Friday, July 8, 2011
There is hardly a state in the Union that does not have a prescription drug problem that has gone out of control. Individual states are working hard to take measures to curb the ever growing problem; requiring more from prescribing doctors as well as pharmacies by having to report to the state who is prescribing what and where they are acquiring the drugs. Oklahoma is one such state that has had an uphill battle with prescription drug abuse which is why a prescription drug database has been created which has shown promise. It was launched five years ago and since then Oklahoma’s Prescription Monitoring Program is now being used by three-fourths of the state’s doctors. Sadly, while the program is a step in the right direction it has not been proven to have saved lives while an estimated 100,000 state residents are still addicted to prescription drugs, according to The Oklahoman.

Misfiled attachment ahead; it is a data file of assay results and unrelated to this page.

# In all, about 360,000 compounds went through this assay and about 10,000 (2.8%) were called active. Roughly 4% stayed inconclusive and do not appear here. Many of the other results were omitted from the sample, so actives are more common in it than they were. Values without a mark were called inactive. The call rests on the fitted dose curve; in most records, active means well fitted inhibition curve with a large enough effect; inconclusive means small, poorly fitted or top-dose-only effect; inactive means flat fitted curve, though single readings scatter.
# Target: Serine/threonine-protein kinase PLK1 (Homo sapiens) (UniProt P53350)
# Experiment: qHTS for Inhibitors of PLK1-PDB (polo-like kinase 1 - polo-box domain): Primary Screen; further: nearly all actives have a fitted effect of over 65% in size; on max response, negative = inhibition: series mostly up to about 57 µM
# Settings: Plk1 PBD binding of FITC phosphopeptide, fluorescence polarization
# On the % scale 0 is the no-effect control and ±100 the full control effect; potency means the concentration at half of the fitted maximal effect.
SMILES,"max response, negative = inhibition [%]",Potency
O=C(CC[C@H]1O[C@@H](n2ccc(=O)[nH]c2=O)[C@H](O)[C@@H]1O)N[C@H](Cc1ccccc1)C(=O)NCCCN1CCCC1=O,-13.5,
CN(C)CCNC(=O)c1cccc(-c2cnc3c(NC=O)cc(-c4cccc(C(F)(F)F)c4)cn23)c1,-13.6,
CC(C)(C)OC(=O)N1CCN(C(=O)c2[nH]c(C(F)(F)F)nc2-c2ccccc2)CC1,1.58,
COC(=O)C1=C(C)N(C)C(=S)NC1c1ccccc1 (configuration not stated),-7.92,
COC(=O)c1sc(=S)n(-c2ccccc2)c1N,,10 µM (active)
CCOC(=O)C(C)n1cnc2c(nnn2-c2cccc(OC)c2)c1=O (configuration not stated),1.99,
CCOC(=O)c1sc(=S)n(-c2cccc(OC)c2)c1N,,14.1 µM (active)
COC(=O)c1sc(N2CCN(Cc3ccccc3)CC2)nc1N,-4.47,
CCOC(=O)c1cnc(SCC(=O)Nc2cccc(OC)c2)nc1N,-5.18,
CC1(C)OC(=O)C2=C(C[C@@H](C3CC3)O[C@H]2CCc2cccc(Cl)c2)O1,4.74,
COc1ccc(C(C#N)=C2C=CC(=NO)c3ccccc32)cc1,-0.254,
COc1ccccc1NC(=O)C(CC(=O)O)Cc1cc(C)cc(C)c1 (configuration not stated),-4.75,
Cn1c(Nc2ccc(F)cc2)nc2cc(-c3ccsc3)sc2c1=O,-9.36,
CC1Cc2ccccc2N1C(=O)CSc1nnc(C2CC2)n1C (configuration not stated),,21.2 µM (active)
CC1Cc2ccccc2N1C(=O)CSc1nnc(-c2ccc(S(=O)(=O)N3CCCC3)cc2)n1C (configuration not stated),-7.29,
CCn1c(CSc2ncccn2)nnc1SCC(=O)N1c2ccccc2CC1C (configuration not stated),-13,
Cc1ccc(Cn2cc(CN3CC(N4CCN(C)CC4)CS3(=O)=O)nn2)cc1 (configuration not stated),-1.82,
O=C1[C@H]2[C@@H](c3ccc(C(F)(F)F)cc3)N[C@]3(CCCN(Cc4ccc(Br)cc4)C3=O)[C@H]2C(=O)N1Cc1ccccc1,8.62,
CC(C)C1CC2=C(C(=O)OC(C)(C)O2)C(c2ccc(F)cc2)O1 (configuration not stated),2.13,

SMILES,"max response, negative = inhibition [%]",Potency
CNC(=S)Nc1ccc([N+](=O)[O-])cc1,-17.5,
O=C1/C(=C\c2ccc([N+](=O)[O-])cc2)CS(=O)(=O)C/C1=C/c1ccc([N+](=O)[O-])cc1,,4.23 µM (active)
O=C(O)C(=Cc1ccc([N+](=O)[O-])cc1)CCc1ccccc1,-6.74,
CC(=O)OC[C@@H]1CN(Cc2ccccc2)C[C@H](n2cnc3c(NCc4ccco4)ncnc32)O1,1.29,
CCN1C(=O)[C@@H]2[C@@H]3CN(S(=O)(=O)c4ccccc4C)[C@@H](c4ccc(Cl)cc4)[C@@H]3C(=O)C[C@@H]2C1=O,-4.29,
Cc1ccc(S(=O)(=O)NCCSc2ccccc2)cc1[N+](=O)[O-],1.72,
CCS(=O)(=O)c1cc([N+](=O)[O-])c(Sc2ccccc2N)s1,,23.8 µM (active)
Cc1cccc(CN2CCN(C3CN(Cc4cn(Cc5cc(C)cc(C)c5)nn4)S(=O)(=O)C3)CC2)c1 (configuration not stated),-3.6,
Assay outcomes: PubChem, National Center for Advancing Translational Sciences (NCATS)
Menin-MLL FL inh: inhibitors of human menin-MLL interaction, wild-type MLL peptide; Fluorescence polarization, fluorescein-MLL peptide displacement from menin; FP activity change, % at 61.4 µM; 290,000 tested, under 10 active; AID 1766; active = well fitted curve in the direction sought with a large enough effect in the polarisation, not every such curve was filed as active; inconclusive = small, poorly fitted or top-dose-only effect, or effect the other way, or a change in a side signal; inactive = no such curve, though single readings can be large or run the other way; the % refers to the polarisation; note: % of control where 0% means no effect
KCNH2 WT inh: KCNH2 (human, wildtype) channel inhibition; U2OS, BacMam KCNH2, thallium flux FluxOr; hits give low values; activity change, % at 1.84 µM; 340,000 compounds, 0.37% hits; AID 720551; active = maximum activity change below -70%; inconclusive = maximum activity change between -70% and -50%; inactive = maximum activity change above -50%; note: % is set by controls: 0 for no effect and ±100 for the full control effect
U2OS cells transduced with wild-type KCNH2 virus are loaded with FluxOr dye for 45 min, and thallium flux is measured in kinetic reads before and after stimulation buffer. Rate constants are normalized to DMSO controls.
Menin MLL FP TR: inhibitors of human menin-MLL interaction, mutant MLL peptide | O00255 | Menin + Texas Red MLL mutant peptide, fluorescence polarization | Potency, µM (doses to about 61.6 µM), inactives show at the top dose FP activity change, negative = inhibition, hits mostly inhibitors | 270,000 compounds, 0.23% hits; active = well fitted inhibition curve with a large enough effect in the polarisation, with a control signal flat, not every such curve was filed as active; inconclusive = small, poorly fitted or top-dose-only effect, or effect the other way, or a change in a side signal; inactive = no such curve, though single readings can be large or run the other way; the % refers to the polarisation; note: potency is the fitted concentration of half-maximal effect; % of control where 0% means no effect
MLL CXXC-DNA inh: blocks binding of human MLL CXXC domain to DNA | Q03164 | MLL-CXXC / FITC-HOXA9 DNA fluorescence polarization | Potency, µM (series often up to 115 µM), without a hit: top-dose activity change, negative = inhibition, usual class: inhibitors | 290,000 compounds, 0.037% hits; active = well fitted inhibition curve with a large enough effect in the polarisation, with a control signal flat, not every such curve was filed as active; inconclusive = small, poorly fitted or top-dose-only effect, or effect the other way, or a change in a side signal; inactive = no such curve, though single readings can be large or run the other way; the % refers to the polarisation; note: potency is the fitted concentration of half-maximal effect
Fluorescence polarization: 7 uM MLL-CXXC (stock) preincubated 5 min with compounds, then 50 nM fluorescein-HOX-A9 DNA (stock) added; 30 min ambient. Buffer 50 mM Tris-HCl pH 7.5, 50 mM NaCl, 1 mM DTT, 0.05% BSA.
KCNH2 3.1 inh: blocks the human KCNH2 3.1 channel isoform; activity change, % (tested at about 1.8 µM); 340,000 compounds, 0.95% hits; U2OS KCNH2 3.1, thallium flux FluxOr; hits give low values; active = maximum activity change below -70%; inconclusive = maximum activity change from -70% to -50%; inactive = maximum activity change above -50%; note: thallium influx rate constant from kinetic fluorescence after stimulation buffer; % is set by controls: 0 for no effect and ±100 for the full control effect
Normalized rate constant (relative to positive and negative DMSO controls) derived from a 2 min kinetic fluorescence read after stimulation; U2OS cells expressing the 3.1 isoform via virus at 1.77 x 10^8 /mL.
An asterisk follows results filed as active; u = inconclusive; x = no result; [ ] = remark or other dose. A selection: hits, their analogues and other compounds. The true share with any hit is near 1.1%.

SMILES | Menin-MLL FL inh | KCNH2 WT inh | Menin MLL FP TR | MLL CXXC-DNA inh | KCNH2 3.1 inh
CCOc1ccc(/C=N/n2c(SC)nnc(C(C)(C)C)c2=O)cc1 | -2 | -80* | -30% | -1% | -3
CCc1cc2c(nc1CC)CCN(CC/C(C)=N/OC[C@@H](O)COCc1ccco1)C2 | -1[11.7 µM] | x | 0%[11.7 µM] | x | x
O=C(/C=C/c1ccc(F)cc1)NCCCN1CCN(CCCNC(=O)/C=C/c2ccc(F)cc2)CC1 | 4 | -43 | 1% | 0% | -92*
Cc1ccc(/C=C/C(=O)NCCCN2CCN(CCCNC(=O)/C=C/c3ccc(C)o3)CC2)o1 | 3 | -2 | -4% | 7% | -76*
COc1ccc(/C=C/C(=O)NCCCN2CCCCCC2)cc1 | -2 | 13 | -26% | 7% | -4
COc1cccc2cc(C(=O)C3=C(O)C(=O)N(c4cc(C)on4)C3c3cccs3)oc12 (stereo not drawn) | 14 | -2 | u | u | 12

On top of that the state medical examiner has shown that the program has not reduced drug overdose deaths, which increased from 309 in 2006 to 356 in 2009. It used to be the case that doctors only had to report Schedule II controlled substances, such as oxycodone and morphine. The program, which began in July 2006, started requiring doctors to also report Schedules II-V, which includes drugs like Xanax and Valium.
Starting in January doctors will be asked to report prescriptions as they write them, instead of within a 24-hour period, according to the report. More action than that will be required if Oklahoma wants to reduce prescription drug overdoses which has shown to be a growing problem despite the steps already taken. The fact of the matter is that people simply do not understand just how dangerous drugs like oxycodone can be, especially if the drug is mixed with other drugs, legal or not.